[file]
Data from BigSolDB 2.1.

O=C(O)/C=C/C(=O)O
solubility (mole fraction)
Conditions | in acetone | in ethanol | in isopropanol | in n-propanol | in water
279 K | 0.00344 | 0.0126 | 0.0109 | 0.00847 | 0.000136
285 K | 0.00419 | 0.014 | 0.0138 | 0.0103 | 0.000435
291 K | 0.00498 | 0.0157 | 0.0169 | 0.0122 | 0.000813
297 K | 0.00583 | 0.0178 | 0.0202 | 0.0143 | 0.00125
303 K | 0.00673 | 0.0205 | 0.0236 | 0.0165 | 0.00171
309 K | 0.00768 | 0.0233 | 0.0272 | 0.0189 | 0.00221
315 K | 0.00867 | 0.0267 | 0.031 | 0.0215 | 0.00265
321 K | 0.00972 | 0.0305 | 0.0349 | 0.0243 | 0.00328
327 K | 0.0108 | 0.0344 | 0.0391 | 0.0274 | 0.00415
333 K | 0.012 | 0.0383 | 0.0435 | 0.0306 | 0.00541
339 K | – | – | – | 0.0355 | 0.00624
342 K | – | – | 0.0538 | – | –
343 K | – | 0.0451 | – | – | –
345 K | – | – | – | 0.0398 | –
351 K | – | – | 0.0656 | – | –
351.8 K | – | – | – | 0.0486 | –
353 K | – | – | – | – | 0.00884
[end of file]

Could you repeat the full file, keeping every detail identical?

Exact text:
Data from BigSolDB 2.1.

O=C(O)/C=C/C(=O)O
solubility (mole fraction)
Conditions | in acetone | in ethanol | in isopropanol | in n-propanol | in water
279 K | 0.00344 | 0.0126 | 0.0109 | 0.00847 | 0.000136
285 K | 0.00419 | 0.014 | 0.0138 | 0.0103 | 0.000435
291 K | 0.00498 | 0.0157 | 0.0169 | 0.0122 | 0.000813
297 K | 0.00583 | 0.0178 | 0.0202 | 0.0143 | 0.00125
303 K | 0.00673 | 0.0205 | 0.0236 | 0.0165 | 0.00171
309 K | 0.00768 | 0.0233 | 0.0272 | 0.0189 | 0.00221
315 K | 0.00867 | 0.0267 | 0.031 | 0.0215 | 0.00265
321 K | 0.00972 | 0.0305 | 0.0349 | 0.0243 | 0.00328
327 K | 0.0108 | 0.0344 | 0.0391 | 0.0274 | 0.00415
333 K | 0.012 | 0.0383 | 0.0435 | 0.0306 | 0.00541
339 K | – | – | – | 0.0355 | 0.00624
342 K | – | – | 0.0538 | – | –
343 K | – | 0.0451 | – | – | –
345 K | – | – | – | 0.0398 | –
351 K | – | – | 0.0656 | – | –
351.8 K | – | – | – | 0.0486 | –
353 K | – | – | – | – | 0.00884